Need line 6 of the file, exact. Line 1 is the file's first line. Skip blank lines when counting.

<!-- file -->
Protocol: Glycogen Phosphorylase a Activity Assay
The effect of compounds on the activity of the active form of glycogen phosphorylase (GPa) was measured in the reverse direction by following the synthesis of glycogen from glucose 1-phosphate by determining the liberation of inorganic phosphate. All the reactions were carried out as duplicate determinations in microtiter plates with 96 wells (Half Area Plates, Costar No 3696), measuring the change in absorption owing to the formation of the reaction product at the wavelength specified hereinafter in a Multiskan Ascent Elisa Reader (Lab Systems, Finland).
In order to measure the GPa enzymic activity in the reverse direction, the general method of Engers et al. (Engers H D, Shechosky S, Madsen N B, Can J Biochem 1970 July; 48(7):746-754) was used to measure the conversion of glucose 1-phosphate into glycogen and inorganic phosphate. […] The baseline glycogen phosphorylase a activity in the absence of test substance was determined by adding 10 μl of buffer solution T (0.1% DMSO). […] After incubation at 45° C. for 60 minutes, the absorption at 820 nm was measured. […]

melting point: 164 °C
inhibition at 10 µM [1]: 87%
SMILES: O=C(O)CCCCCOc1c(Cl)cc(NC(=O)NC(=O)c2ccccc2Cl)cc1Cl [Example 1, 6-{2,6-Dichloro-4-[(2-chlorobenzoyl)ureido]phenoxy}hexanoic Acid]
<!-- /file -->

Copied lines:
SMILES: O=C(O)CCCCCOc1c(Cl)cc(NC(=O)NC(=O)c2ccccc2Cl)cc1Cl [Example 1, 6-{2,6-Dichloro-4-[(2-chlorobenzoyl)ureido]phenoxy}hexanoic Acid]